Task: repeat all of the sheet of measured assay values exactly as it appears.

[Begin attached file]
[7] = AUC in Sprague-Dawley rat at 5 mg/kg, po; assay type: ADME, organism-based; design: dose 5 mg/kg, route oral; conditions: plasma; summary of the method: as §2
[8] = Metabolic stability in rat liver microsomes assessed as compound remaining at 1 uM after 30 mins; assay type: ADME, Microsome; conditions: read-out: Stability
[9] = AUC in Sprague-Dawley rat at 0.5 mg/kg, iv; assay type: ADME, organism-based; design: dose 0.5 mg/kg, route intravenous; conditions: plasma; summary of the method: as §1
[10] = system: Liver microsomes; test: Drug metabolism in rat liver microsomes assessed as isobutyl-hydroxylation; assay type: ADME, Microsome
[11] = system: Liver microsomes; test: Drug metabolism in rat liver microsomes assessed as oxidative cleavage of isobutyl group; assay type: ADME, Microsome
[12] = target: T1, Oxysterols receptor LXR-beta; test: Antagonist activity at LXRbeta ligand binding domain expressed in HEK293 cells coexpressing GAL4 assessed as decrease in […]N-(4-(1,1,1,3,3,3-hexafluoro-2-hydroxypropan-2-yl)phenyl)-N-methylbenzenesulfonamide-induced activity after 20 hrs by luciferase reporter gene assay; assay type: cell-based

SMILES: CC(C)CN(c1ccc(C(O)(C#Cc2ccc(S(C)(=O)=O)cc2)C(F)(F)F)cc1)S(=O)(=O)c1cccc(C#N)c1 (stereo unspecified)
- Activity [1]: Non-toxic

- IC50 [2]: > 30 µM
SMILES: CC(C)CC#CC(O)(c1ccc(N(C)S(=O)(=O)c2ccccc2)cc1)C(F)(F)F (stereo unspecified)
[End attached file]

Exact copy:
[7] = AUC in Sprague-Dawley rat at 5 mg/kg, po; assay type: ADME, organism-based; design: dose 5 mg/kg, route oral; conditions: plasma; summary of the method: as §2
[8] = Metabolic stability in rat liver microsomes assessed as compound remaining at 1 uM after 30 mins; assay type: ADME, Microsome; conditions: read-out: Stability
[9] = AUC in Sprague-Dawley rat at 0.5 mg/kg, iv; assay type: ADME, organism-based; design: dose 0.5 mg/kg, route intravenous; conditions: plasma; summary of the method: as §1
[10] = system: Liver microsomes; test: Drug metabolism in rat liver microsomes assessed as isobutyl-hydroxylation; assay type: ADME, Microsome
[11] = system: Liver microsomes; test: Drug metabolism in rat liver microsomes assessed as oxidative cleavage of isobutyl group; assay type: ADME, Microsome
[12] = target: T1, Oxysterols receptor LXR-beta; test: Antagonist activity at LXRbeta ligand binding domain expressed in HEK293 cells coexpressing GAL4 assessed as decrease in […]N-(4-(1,1,1,3,3,3-hexafluoro-2-hydroxypropan-2-yl)phenyl)-N-methylbenzenesulfonamide-induced activity after 20 hrs by luciferase reporter gene assay; assay type: cell-based

SMILES: CC(C)CN(c1ccc(C(O)(C#Cc2ccc(S(C)(=O)=O)cc2)C(F)(F)F)cc1)S(=O)(=O)c1cccc(C#N)c1 (stereo unspecified)
- Activity [1]: Non-toxic

- IC50 [2]: > 30 µM
SMILES: CC(C)CC#CC(O)(c1ccc(N(C)S(=O)(=O)c2ccccc2)cc1)C(F)(F)F (stereo unspecified)